Waste and industrial emissions: A Roundtable Discussion on GHG Platform – India

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Experts from Waste and Industrial Sectors gathered together to discuss on the waste and industrial emission estimates, in a roundtable discussion held on February 3, 2017 for the next phase of GHG Platform India. Held in Kolkata, the event was attended by over 30 participants from government and non-government organisations, educational institutes, industrial associations, and private organisations such as Central Statistical Office of Ministry of Statistics and Programme Implementation (MoSPI), Legal initiative for Forest and Environment (LIFE), Jadavpur University and Indian Institute of Science Education and Research (IISER), Bengal National Chamber of Commerce and Industry (BNCCI), First Climate India and Ernst & Young LLP.

Mr. Emani Kumar from ICLEI – Local Governments of Sustainability, South Asia (ICLEI South Asia) opened the workshop by welcoming the guests and appreciating Vasudha Foundation for initiating the idea and taking the lead for implementing the project. Mr. Srinivas Krishnaswamy from Vasudha Foundation initiated the discussions by explaining how the whole idea of “unpacking and repacking the National level GHG emission inventory” came up in a climate meeting in Peru while briefly explaining the project. Mr. Chirag Gajjar from World Resources Institute (WRI) later highlighted how the entire exercise of estimating emissions in a transparent manner could contribute to the global stocktake under the Paris Agreement till 2023.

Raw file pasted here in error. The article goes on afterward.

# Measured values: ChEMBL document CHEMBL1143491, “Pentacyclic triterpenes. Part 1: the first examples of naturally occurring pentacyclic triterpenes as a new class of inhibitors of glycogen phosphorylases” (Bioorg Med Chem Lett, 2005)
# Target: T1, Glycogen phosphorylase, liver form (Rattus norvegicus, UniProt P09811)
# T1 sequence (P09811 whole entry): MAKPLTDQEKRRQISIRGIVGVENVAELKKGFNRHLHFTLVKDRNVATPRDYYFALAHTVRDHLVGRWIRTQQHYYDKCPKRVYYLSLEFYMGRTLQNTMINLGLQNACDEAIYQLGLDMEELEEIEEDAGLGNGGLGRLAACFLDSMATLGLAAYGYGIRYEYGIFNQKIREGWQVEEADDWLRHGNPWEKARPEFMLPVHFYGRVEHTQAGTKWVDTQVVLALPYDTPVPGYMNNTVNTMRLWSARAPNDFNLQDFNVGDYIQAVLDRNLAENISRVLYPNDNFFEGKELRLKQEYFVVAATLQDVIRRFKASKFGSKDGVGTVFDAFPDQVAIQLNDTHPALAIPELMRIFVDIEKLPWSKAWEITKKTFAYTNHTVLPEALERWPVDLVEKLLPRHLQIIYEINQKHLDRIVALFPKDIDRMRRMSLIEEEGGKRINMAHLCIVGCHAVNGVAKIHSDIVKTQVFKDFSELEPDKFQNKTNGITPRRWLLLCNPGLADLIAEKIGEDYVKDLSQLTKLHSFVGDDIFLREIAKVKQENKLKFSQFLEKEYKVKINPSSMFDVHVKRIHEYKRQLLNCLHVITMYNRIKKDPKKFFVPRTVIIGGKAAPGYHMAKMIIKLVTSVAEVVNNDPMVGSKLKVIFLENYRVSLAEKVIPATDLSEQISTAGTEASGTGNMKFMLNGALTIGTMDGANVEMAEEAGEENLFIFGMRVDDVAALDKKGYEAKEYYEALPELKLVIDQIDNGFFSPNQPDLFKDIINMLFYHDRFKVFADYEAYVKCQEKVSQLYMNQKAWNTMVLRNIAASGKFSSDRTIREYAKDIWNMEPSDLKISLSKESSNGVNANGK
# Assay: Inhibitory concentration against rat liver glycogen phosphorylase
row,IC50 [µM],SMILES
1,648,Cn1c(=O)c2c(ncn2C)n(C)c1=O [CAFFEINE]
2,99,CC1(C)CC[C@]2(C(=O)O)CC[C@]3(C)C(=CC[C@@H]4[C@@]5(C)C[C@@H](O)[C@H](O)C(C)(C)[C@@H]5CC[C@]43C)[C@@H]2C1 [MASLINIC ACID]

Emission estimates from waste and industrial sector were the key agenda of the event. Ms. Soumya Chaturvedula from ICLEI South Asia presented on the GHG emissions estimations from the sector. She focussed on methodology adopted for the emission estimations, data sources and assumptions, and challenges faced in the sector. This was followed by detailed discussions on quantum of GHG emissions from solid waste disposal, inclusion of emissions from solid waste processing technologies, and consideration of emission reduction due to recycling. A similar presentation on GHG emissions from the industrial sector was delivered by Mr. Vaibhav Gupta and Mr. Tirtha Biswas from Council on Energy, Environment and Water (CEEW). Further discussions focussed on emission factors and datasets considered, consideration of emissions from deforestation due to increased mining inclusion of mining emissions disaggregated by location or mineral, and accounting of emissions from coal-based industries in the estimates.

For the GHG India platform as a whole, the participants also recommended going beyond the scope and approach for GHG inventorization at the global and national level and using the Platform to incorporate and collate other activity specific data – either by engaging citizens and companies to voluntarily report their consumption patterns on the platform or by linking with other processes such as the Environmental Impact Assessment (presently undergoing modification and expected to include GHG emissions). The participants also suggested that there was scope for better and clear indication of specific activities and emission sources included under the emission estimates for each sector on the platform.

In continuation to the discussions, Prof. Shadhan Ghosh from Jadavpur University shared his experience and learnings from a similar exercise conducted in a few cities in India and UK for industrial and waste sectors.

Mr. Krishnaswamy concluded the event by thanking all participants for the discussions and valuable inputs.

The insightful inputs and suggestions received from the experts will be considered for the current phase and the upcoming activities of the platform.

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